Posts Tagged ‘graphic design’
Images dating back to the 1100s, or as recent as a few years old, were projected from international graphic designer Krzysztof Lenk’s Macintosh laptop onto the wall of Raytheon Amphitheater Tuesday night as part of the the Art + Design department’s lecture series.
Lenk, a former partner and design director of Dynamic Diagrams, a consultant group for website information architecture, and Rhode Island School of Design (RISD) professor, discussed concepts of designing and connecting ancient images to current concepts and shared some of his experiences. He also showed examples of visual communication and website architecture.
As he took to the podium in front of about 60 students and teachers, he joked about his accent, a blend from his native language, Polish, and where he learned to speak English, Rhode Island. He began with a brief background about himself, emphasizing when he immigrated to the United States in 1982 to teach information design, despite his specialty in publication design. Information design uses graphic design to effectively convey important information like airport signs and websites, while publication design is the graphic art of designing everything from newspapers to product catalogues.
“I was asked to teach something I didn’t know,” he said. “I started to learn and it was an interesting process of learning and applying that to classes. I’m not a particularly bright person, but every new discovery led me to another.”
Lenk then began a slideshow, first showing a presentation he had created by applying existing human ratios to a theoretical group of 1,000. Through this he showed how race, land use and other statistics would be reflected in a visual format. He stressed that this was visual communication, and without the simple sound effects of tings and claps throughout the presentation, the meaning would be lost.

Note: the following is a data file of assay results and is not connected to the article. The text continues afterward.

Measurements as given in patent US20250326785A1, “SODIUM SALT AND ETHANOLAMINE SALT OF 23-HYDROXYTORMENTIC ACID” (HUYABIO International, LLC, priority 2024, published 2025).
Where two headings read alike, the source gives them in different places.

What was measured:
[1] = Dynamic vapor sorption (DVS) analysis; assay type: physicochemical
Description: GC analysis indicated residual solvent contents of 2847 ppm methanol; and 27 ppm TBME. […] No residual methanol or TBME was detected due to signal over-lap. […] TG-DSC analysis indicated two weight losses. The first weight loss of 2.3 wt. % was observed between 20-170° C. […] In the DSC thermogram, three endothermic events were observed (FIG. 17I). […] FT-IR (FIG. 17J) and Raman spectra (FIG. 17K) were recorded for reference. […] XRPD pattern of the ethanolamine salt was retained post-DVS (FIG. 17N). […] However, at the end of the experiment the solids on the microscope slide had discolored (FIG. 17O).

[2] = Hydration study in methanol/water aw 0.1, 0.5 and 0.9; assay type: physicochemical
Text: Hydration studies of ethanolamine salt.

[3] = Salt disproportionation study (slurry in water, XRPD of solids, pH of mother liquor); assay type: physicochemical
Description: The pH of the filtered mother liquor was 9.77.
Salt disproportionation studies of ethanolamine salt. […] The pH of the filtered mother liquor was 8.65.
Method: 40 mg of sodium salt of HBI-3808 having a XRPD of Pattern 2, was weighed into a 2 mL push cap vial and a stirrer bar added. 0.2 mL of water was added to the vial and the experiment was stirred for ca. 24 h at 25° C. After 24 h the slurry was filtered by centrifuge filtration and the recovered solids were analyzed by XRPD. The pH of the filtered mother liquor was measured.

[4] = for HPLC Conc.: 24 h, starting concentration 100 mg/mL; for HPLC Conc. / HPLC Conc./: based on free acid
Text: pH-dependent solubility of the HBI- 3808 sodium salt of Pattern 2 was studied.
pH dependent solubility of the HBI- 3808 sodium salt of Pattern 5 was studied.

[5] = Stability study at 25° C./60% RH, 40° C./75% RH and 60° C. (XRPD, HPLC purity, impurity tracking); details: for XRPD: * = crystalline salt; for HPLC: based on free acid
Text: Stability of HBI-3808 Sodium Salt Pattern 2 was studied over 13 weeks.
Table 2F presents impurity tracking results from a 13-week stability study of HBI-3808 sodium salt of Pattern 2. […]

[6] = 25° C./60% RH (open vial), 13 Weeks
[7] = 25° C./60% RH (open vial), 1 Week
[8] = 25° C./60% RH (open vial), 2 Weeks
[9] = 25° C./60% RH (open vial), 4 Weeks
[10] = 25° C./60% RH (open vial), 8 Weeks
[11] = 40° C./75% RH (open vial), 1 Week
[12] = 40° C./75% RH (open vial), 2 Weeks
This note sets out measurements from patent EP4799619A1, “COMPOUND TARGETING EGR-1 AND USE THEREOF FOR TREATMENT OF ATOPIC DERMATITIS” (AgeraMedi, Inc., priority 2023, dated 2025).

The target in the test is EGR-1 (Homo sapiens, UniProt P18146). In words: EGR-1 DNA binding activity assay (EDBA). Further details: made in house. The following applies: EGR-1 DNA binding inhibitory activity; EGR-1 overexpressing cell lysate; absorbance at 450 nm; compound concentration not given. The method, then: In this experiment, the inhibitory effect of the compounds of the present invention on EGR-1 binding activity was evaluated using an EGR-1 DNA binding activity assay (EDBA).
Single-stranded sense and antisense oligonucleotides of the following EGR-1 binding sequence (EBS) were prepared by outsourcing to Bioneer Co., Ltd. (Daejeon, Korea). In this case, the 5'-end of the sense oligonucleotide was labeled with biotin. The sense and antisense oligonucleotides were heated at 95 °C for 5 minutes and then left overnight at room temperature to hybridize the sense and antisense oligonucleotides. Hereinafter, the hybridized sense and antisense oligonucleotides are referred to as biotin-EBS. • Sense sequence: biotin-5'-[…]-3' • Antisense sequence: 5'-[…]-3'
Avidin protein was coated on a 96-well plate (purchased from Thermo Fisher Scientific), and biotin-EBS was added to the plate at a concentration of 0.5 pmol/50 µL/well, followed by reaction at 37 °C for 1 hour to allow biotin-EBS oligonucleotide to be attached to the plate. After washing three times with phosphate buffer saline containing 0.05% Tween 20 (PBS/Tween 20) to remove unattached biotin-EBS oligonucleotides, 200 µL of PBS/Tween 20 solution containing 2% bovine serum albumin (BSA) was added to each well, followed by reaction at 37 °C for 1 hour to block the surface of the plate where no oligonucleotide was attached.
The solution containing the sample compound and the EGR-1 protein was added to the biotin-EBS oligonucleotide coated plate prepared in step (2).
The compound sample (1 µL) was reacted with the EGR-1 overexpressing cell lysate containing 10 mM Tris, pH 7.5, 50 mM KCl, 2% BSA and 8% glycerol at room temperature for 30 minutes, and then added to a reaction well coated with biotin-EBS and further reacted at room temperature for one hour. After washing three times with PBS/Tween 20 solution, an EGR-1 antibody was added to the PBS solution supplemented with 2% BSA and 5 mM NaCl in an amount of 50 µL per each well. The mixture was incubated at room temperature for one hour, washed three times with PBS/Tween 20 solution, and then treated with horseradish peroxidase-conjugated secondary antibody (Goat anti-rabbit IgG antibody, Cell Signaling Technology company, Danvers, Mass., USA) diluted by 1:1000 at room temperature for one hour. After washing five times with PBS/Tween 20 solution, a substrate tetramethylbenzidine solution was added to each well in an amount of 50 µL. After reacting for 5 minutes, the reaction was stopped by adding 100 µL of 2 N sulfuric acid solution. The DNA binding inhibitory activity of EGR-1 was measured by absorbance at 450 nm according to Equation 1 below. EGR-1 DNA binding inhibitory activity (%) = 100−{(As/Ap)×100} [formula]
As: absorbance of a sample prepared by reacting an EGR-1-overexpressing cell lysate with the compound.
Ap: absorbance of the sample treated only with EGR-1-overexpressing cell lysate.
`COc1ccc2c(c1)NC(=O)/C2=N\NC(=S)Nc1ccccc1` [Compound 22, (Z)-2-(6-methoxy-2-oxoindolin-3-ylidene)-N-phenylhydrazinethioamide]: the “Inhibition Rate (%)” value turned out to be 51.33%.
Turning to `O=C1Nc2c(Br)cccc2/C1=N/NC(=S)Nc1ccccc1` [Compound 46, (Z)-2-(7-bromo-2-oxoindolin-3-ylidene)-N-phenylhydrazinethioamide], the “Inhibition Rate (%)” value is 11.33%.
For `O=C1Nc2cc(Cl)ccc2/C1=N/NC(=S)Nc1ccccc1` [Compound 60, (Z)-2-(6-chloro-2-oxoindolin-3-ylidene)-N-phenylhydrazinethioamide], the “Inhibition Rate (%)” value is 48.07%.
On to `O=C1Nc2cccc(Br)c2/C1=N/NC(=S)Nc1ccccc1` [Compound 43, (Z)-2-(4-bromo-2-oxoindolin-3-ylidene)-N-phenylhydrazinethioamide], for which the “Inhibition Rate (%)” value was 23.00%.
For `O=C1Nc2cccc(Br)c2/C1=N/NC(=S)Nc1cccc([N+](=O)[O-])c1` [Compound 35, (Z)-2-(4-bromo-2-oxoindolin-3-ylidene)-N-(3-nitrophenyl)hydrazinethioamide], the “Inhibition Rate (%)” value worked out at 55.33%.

“As a human I am connected to the outside world,” he said. “When I turn off the sound images are only half as powerful. ‘hellip; Sound is helping this message reach others.”
After describing the importance of sound, Lenk referred to historical images, some dating back to the 1400s and quoting St. John of Damascus, a father of the Catholic Church, on divine images.
He then described the process of how he consults clients, for example, asking what their goals are as a company and whom the company wants the message to reach, bringing upon the importance of color.
“Color conveys different messages better,” he said. “You have to think about your audience. If you’re sending a message to Latinos you want more color contrast than if you are sending it to Norwegians in Minnesota. These are important things for a designer to know.”
Such details are determined by the quality of questions the designer asks, and when these extensive questions are not asked the designer ends up getting the short hand, he said.
“I’m a designer and I’m not that powerful,” Lenk said. “But if I don’t ask enough questions, someone will send me back to redesign on my own budget.”
After explaining the consultation process, he diverged back to relating ancient sketches to important design concepts like spacial relations, optics and proportional realities.
He then finished this portion of the lecture by showing and explaining one of his largest projects, the redesign of the Samsung Global website, what some students considered the highlight of the entire presentation.
“The Samsung example [was my favorite part],” graduate information systems student Amit Navare said. “It was a problem about showing a website in a good way. So it was interesting to see how to go about doing that.”
The lecture was then concluded with a brief question and answer section, in which he expanded on points from the lecture like color usage in addition to answering questions regarding how to supplement a design curriculum.
As a whole, the lecture was enriching and informative, Navare said.
“I was looking for something about graphic design that could help me with website design and something with artistic expression,” he said. “I would say it gave me perspective now to how a graphic designer looks into a problem and how it effects everyone from the vice president to the marketing department.”